On the Move

On October 20, the University began the public phase of Making History: The Campaign for Penn, which aims to raise $3.5 billion by 2012. The launch included parties on College Green and under a big tent erected on Penn’s recently acquired postal lands, which featured brief speeches, a laser light show and fireworks, and a specially created video.

When I interviewed her in early October about the campaign, I asked President Gutmann what impact Penn was hoping to make with the celebrations. “I hope that alumni, students, staff, neighbors—everyone—will come away with [a sense of] just how diverse and vibrant the Penn community really is, how great the opportunities are moving forward,” she said. “But I hope that none of us comes away feeling complacent or self-satisfied. I think that’s another distinctive feature of Penn. We’re always on the move, entrepreneurial, dynamic, never satisfied with where we are today. And that’s going to make us all the greater tomorrow.”

This issue’s cover story, “Seizing the Moment,” addresses in some detail the directions in which Penn hopes to move with Making History, but our other stories also speak to that questing Quaker spirit.

Time was, engineering students had their heads filled with mostly rote knowledge, acquired a set of marketable skills and, with luck, went off to enjoy a comfortable career. No longer. Technology moves too rapidly now, and in unpredictable ways, and the expectations of students, honed on the Internet and videogames, have changed too much as well.

In response, faculty in Penn’s School of Engineering and Applied Science are introducing curricular innovations that aim to teach “the process of innovation, the process of creation,” as one puts it. The available evidence seems to show that students are learning at least as much as they do with more traditional approaches, but it certainly sounds like more fun, what with the exploding robots and extra-credit treasure hunts. Associate editor Trey Popp tries to keep up with the kids in “Digital Natives in Tomorrow’s Classroom.”

Before he became a lawyer, Marc Falkoff C’88 majored in English and psychology at Penn. (He also has a doctorate in American Literature from Brandeis.) As a member of the informal “Guantánamo Bay Bar Association,” Falkoff has been one of a cadre of attorneys working pro bono to represent detainees held at the U.S. military facility in Guantánamo as “enemy combatants.” Among his clients was a Yemeni man who wrote poems, and Falkoff soon became aware of other prisoners’ writings. Inspired by a book of poetry by a U.S. soldier who had served in Iraq, Falkoff recently shepherded a collection of the prisoners’ poetry, Poems From Guantánamo: The Detainees Speak (University of Iowa Press), into print.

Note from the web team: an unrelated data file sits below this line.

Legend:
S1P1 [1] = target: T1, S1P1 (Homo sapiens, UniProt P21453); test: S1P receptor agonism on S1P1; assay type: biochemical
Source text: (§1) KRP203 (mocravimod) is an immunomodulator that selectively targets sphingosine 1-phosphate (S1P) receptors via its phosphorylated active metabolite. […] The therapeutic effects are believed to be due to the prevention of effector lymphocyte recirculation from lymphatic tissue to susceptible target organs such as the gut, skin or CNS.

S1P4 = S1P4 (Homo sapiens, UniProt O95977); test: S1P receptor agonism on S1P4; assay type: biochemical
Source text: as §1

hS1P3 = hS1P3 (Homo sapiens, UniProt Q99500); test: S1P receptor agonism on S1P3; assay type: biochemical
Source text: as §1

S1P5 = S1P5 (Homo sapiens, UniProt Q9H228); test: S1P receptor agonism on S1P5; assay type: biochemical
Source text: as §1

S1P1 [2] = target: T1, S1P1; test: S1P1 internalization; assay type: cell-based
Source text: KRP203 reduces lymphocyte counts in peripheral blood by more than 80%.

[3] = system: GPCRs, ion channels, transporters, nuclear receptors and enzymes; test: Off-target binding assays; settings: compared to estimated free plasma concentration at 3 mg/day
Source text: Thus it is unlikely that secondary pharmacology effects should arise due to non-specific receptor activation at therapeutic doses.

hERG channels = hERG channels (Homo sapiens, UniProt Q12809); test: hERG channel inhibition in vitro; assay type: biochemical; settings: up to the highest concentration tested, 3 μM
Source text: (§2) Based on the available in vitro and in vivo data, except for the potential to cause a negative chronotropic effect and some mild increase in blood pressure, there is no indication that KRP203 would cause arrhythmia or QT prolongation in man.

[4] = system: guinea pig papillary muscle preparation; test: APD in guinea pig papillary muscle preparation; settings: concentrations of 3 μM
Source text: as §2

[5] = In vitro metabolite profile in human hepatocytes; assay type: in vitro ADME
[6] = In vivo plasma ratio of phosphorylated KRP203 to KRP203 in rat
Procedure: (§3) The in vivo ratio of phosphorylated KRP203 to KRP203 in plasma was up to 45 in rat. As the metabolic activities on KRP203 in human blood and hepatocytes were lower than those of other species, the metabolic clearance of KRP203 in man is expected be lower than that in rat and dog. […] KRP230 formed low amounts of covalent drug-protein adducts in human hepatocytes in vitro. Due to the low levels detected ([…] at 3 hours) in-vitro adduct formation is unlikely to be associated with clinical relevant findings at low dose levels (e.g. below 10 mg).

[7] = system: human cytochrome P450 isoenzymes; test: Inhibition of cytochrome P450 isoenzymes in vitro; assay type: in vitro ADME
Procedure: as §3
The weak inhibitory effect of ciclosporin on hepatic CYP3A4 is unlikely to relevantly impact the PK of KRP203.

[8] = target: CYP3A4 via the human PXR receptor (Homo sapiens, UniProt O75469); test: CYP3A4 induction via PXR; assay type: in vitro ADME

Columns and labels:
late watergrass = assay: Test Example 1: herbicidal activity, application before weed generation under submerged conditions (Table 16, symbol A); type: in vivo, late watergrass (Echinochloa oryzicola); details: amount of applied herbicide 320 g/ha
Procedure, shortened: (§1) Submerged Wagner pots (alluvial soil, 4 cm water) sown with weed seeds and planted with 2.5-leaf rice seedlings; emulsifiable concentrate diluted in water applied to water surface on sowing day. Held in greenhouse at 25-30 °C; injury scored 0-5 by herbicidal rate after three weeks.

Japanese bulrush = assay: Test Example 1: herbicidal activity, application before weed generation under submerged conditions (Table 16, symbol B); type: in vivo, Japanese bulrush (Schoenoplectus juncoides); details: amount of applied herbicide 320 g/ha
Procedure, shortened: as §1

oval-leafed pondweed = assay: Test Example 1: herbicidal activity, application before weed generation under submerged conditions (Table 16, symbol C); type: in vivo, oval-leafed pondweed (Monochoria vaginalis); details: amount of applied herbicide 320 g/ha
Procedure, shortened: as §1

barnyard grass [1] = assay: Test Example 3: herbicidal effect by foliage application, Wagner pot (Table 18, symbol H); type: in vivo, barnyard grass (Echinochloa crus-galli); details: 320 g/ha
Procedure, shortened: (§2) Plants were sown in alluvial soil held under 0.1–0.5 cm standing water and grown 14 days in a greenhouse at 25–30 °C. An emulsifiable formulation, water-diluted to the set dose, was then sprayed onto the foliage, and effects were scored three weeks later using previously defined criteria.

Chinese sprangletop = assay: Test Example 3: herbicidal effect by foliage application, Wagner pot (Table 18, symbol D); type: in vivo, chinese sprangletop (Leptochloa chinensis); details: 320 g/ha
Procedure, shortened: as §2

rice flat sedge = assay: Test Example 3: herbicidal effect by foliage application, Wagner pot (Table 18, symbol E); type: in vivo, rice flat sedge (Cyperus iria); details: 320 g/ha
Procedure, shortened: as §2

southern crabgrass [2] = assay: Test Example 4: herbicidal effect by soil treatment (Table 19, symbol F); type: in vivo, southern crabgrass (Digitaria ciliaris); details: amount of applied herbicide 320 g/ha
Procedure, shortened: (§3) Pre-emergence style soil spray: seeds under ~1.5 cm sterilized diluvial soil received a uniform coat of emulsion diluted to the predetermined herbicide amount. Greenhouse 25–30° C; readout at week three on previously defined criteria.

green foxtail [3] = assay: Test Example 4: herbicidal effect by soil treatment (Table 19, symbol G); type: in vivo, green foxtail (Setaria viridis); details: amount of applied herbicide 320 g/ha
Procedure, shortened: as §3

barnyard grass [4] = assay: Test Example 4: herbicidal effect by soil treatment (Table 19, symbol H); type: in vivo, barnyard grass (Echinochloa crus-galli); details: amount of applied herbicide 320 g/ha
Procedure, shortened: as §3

As senior editor Samuel Hughes notes in his profile of Falkoff, “Prisoners, Poems, and Principles,” there are those who will see him as, at best, a “useful idiot” (in the words of one blogger), but he considers himself a patriot. “The lawless detentions at Guantánamo undermine everything that makes our country great,” he says.

Also on the move this summer was Gabe Crane, a senior in the College, who spent two months of it paddling a canoe the length of the Mississippi River—with funding from Kelly Writers House and the Center for Undergraduate Research—blogging all the way. Read about his journey and what it taught him in this issue’s “Notes From the Undergrad.”

And in “All Things Ornamental,” Lisa Dinhofer GFA’76 talks about Losing My Marbles, the playful, dazzling mosaic she created for the New York subway system, which became her way of giving something back to “the place that nurtured and inspired me.” That, she says, “is unbelievable and the coolest thing of all.”

Nov|Dec 07 Contents
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